Although the provisions of the Coastal Act establish the objective of maximizing public access to the beach, neither the act nor its associated administrative regulations specify how this objective is to be achieved. Here, the Commission first sought to comply with the Coastal Act's directives by including conditions of increased lateral public access and public view corridors on real parties' parcels. The Commission then received a proposal from real parties that it determined would advance the goal of maximizing accessibility to an even greater extent-exchanging the requirement of view corridors on real parties' parcels for the dedication of a nearby undeveloped 80-foot-wide beachfront parcel. Not only would this mitigation parcel have the advantage of a permanent, uninterrupted 80-foot view of the ocean, it would be dedicated for public access to the beach.
La Costa argues that the Commission violated the Coastal Act because the language of Public Resources Code section 30251 (quoted above) “specifically requires the Commission to condition development on appropriate ‘siting’ and ‘designing’ of the project itself, and, thus, requires that view be provided on the project site.” (Original underscoring.) La Costa further argues that, because Carbon Beach was determined to be a visually degraded area, section 30251 also prohibits the mitigation from taking place off site, at La Costa Beach. Contrary to La Costa's reading of the statute, nothing in section 30251 “requires the Commission to condition development” at any specific site. And the staff report on the proposed amendment reflects that visual degradation extends throughout the area in that “[b]oth Carbon Beach and La Costa Beach are characterized as built-out beachfront areas of Malibu consisting of residential development.”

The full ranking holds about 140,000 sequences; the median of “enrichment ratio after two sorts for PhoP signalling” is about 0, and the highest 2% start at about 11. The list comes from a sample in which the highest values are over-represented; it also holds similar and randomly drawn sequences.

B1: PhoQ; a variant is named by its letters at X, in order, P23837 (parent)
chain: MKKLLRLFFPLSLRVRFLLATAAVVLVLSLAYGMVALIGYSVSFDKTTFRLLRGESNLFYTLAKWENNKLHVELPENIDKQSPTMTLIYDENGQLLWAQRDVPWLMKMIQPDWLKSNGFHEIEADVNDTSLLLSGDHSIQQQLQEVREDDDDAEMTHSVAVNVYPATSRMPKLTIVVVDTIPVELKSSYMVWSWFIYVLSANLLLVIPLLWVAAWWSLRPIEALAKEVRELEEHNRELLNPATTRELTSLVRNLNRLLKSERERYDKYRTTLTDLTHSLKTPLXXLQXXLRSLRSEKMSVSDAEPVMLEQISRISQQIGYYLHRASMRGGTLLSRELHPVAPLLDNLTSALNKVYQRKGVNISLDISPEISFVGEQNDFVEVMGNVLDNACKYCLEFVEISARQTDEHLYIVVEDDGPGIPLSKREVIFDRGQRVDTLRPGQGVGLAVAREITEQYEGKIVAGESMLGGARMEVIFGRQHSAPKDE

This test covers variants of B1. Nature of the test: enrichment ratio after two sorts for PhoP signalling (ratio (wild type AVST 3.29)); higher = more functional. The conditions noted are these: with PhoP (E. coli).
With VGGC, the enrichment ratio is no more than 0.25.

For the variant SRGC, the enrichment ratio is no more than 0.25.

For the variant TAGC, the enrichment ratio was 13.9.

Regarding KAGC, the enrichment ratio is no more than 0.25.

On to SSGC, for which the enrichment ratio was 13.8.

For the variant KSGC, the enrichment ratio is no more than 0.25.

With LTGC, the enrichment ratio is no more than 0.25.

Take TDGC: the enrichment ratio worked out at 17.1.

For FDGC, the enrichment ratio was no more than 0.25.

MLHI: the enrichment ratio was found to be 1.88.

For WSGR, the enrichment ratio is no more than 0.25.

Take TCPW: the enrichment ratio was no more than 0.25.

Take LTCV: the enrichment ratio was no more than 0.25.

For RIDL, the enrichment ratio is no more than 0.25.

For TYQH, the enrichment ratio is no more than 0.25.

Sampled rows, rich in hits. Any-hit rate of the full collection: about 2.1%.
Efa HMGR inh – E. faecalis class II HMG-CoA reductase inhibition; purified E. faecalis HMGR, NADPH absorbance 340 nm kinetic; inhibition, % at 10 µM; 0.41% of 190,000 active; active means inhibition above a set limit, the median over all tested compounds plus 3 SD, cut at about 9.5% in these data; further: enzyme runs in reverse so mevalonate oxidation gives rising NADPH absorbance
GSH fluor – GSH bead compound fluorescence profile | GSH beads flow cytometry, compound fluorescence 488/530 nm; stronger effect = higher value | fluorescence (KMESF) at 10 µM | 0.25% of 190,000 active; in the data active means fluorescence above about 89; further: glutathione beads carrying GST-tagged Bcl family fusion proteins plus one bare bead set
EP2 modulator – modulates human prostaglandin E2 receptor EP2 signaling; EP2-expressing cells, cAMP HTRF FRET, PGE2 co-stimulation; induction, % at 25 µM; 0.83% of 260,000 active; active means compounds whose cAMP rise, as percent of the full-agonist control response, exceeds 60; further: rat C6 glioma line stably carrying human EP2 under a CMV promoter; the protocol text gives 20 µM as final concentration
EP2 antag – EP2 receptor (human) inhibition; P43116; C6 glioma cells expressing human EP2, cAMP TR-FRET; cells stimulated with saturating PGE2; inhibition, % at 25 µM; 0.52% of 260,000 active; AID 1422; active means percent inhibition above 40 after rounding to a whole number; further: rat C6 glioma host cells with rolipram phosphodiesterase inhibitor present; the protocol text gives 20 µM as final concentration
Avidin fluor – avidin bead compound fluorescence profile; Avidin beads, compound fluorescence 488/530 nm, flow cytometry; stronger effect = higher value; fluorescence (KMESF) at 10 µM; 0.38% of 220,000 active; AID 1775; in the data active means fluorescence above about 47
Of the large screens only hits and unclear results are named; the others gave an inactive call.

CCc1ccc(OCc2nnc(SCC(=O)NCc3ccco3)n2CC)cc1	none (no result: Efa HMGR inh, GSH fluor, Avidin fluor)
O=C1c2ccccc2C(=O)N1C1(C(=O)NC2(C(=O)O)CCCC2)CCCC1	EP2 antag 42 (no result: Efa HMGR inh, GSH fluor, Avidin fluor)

The Commission, on the other hand, asserts that off-site mitigation is specifically authorized by the Coastal Act. It relies on Public Resources Code section 30212, which states that vertical access is not required of a development project if such access exists nearby, and on section 30212.5, which requires the distribution of public facilities throughout an area “[w]henever appropriate and feasible.” The Commission further relies on Carstens v. California Coastal Com. (1986) 182 Cal.App.3d 277, 227 Cal.Rptr. 135. There, a utility company sought approval from the Commission to build nuclear power plants on San Onofre State Beach. To mitigate the loss of beach access occasioned by the project, approval was granted on condition that the company pay $3 million for construction of campsites on an adjacent beach and convey two parcels of beachfront property in the City of Carlsbad. (Id. at pp. 284, 291, 227 Cal.Rptr. 135.) A citizen's challenge to the mitigation conditions on various grounds (not including the contention here that off-site mitigation is per se improper) was rejected in the trial court. On appeal, the Carstens court concluded that the administrative record showed that the Commission had adequately evaluated the relevant considerations under the Coastal Act. (Carstens v. California Coastal Com., supra, 182 Cal.App.3d at pp. 290-294, 227 Cal.Rptr. 135.)